Smallholder Farmers’ Responses to Scientific Early Warning on Weather in the Okavango Delta, Botswana

  •  Oluwatoyin Dare Kolawole    
  •  Moseki Ronald Motsholapheko    
  •  Barbara Ntombi Ngwenya    
  •  Ananias Moses    
  •  Melda Nonhle Makebea    
  •  Matshidiso Tshidi Kaisara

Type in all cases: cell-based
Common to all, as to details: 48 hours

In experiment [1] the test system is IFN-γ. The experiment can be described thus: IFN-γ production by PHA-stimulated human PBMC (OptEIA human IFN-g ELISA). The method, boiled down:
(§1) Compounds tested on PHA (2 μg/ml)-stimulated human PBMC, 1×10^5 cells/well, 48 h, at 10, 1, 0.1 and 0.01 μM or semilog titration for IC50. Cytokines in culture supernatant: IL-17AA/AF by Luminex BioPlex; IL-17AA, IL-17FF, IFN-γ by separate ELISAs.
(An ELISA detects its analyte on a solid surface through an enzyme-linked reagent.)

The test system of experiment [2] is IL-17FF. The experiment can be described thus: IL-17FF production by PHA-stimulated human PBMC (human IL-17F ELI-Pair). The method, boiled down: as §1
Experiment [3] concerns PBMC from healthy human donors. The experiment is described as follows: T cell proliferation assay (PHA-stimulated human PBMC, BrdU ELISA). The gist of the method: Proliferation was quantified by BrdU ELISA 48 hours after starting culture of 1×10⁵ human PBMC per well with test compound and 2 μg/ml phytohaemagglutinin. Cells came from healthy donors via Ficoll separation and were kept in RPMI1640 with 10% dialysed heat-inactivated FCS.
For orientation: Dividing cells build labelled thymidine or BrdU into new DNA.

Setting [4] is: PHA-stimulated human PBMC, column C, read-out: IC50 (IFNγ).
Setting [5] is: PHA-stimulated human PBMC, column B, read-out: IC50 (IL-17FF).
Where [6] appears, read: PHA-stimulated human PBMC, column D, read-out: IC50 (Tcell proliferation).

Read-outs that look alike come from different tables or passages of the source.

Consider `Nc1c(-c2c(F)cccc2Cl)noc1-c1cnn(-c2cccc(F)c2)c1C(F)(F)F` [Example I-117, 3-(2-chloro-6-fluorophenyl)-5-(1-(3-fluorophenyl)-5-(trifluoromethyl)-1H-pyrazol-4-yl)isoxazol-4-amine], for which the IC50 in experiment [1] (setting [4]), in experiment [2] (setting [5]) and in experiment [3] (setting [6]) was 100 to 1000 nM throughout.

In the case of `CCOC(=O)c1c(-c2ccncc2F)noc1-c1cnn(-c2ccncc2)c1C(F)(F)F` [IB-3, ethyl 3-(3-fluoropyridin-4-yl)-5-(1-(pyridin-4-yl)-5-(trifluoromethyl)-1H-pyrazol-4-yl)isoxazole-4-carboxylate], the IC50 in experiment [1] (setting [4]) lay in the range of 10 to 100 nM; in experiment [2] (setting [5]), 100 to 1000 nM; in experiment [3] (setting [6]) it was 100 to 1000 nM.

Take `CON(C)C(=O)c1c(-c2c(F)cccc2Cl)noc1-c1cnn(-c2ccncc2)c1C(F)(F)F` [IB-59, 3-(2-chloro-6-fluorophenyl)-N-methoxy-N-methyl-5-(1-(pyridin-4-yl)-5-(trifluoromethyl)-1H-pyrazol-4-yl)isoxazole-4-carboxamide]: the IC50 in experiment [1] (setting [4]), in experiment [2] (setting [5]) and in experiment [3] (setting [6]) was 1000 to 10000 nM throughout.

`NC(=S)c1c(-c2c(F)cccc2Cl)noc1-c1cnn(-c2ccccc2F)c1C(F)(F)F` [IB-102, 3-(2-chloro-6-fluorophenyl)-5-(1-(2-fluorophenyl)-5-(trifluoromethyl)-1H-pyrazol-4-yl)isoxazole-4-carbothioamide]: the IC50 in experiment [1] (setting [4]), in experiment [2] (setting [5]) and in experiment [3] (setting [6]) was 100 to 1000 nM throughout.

Although formal channels of communication exist for conveying early warning scientific weather messages, it is widely believed that small-scale farmers continue to utilize traditional practices in obtaining weather information. This study identifies and assesses the factors which influence the uptake of scientific early warning weather information by small farmers in the Okavango Delta, Botswana. A descriptive-analytical design was used to study 90 farmers in Kareng and Bodibeng communities situated within the delta basin. A multi-stage sampling procedure was used to select the sample from an existing household listing. A semi-structured interview and focus group discussion (FGD) were used to elicit information from the respondents. Findings show that most farmers (68.9%) moderately utilize scientific weather information, while 16.7% had a low uptake of the messages. Nonetheless, 14.4% of farmers had a high uptake of weather information. There was significant positive correlation, at p≤0.01 confidence level, between uptake of early warning scientific weather information and educational level, age, traditionalism and fatalism. The uptake of scientific weather information or messages had a strong association with information sources such as Kgotla meetings, TV, print media, agricultural extension agents and the radio. The uptake of modern scientific weather information needs to be promoted through these modes of communication, coupled with well-resourced extension services, and in ways that may not be perceived to denigrate indigenous knowledge. Sectoral departments should collaborate in addressing existing challenges for appropriate climate response action.

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